November 19, 2013
by Betsy Burton
Not many books can make me laugh out loud at four in the morning, but this one did. Meet Don, a distinguished geneticist high on the Asperger’s continuum who’s decided it’s time he found a wife—using scientific methods, of course. Meet Rosie, a feminist, extroverted barmaid who’s searching for the identity of her biologic father. Meet Gene and Claudia, two psychologists attempting to co-exist peacefully in an open marriage.
Told in the pitch-perfect voice of someone wired “differently” who has coped with his differences through his intellect, compulsive interest in his career, and an even more compulsively scheduled life, this is a love story that is also a tale of coming of age in middle age.
It is crisply written, the characters are complex and fully conceived, the dialogue is both clever and compelling, as is the plot. But most of all it is hilarious. Uproariously so. Save Simsion’s novel for the aftermath of some personal disaster when you’re sure nothing will ever make you laugh again. The Rosie Project will, I guarantee.
– The Rosie Project, by Graeme Simsion, Simon & Schuster, $24
Editor’s note: Graeme Simsion will be at TKE on Saturday, December 7, at 7 p.m. to read from and sign a staff favorite we’ve picked as best stocking stuffer of the year.
October 24, 2013
by Rob Eckman
Tonight we will be reading The Lorax. Amazingly, when it was first published in 1971, sales of The Lorax were slow. The environmental movement wouldn’t take off for another ten years or so, but Ted Geisel was already telling friends that it was his favorite of his books.
Filled with some of the best Seuss nonsense word–like miff-muffered moof and gruvvulous glove–reading The Lorax out loud is fun when I twist the words, say them slowly, and then watch the eyes of the children grow wide.
But no Seuss word may bring greater giggles, or more reproach, than Thneed, which, as we all know, is A Fine-Something-That-All-People-Need! Don’t remember what a Thneed is? Come on in Thursday at 7:00 p.m. and find out!
October 22, 2013
Bookseller Paula Longhurst is a great reader of mysteries. Her new pick: Mortal Bonds by Michael Sears.
Jason Stafford and “the kid” are back! Jason, who we first met in Black Fridays, still has to visit his parole officer every week. Hired by the squabbling Von Becker family, Jason is asked to locate a fortune that the FBI, SEC, and many other interested parties have so far failed to find. And no one can ask the head of the household: he hanged himself. “The kid” is now six years old and thriving–his autism will always be a challenge and Jason still has a lot to learn about what sets him off–but the pair are coping. Until Angie, Jason’s duplicitous ex-wife, announces a visit to New York. She’s coming for a month and bringing family.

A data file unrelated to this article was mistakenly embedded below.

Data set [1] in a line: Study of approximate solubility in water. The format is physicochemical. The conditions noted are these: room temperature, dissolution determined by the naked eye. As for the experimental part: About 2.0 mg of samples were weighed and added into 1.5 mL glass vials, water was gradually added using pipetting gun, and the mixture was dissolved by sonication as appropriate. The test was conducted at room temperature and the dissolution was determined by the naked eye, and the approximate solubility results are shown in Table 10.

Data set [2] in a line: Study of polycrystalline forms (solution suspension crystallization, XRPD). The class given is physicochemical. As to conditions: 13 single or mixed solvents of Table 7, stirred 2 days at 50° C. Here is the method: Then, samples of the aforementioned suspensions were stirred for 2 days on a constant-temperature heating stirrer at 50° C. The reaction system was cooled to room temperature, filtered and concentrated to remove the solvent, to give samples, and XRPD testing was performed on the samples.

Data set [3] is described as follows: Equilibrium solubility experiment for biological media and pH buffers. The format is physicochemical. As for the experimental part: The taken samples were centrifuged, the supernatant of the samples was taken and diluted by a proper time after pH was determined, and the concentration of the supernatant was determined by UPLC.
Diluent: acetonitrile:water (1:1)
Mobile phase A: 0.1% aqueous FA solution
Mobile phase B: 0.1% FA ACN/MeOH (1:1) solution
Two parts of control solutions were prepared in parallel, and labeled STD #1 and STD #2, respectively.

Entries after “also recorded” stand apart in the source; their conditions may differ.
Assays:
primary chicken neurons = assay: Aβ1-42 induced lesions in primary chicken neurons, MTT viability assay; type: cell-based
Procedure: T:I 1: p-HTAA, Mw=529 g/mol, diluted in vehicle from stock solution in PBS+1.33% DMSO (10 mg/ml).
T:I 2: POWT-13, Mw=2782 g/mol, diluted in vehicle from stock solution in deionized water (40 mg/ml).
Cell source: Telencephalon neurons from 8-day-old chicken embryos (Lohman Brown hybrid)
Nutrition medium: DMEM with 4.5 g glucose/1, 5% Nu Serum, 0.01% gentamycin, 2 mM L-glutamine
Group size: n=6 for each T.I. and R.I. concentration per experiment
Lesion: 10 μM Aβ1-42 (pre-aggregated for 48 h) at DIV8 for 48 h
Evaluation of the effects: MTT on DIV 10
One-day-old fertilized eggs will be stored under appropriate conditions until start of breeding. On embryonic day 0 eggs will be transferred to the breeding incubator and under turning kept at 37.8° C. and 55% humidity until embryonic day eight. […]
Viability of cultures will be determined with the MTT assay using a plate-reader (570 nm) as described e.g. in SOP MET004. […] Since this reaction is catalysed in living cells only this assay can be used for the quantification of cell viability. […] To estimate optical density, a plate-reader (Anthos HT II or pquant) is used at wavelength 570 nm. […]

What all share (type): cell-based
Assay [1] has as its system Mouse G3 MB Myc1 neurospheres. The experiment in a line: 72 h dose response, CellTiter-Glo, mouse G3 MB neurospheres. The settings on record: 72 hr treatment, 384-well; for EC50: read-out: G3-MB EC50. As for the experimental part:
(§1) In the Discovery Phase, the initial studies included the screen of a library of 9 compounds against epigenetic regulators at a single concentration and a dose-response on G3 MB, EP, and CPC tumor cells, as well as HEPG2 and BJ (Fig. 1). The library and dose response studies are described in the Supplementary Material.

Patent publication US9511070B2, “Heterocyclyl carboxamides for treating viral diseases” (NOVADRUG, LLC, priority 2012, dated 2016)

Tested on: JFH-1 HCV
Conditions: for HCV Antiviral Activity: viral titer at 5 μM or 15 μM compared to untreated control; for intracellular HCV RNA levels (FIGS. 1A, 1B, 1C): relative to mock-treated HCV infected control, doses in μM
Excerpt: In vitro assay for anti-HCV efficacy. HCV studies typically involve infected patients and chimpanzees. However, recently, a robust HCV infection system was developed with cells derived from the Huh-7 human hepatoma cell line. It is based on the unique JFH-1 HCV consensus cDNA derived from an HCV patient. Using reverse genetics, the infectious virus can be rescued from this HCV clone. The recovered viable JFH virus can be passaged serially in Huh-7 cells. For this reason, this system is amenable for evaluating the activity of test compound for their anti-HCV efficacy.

Jason has the SEC and the Feds looking over his shoulder and a softly spoken aristocrat named Castillo telling him tales of dead lawyers and bearer bonds before offering his help. But the interests Castillo represents are deadly and they’ve just made the mistake of threatening Jason’s son. (Putnam, $26.95)
Originally from England, Paula has been living in Salt Lake City for ten years. A self-professed NaNoWriMo addict (she’s completed it four times now), blogger (Cool Books), and avid reader, she loves a good twisted mystery but anything with a great story will grab her attention.
September 9, 2013
Bookseller Paula Longhurst is a great reader of mysteries. Her new pick: A Dangerous Fiction by Barbara Rogan.
Can you hear me now?
Literary agent Jo Donovan, widow of famed writer Hugo, has stepped into her mentor Molly’s shoes. Running a literary agency in New York City is a far cry from Jo’s hardscrabble background, but she’s going to need that toughness because when a would-be writer turns stalker things can fall apart really fast.
Jo weathers the attacks on her agency, is gifted an attack dog by a client, and protected by her staff, but has the stalker turned killer? Clients, friends, staff–no one is safe. The police investigation brings Jo another piece of her past: Tommy Cullen now working NYPD homicide. Could he have pulled strings to get Jo’s case?
Originally from England, Paula has been living in Salt Lake for ten years. A self-professed NaNoWriMo addict (she’s completed it four times now), blogger (Cool Books), and avid reader, she loves a good twisted mystery but anything with a great story will grab her attention.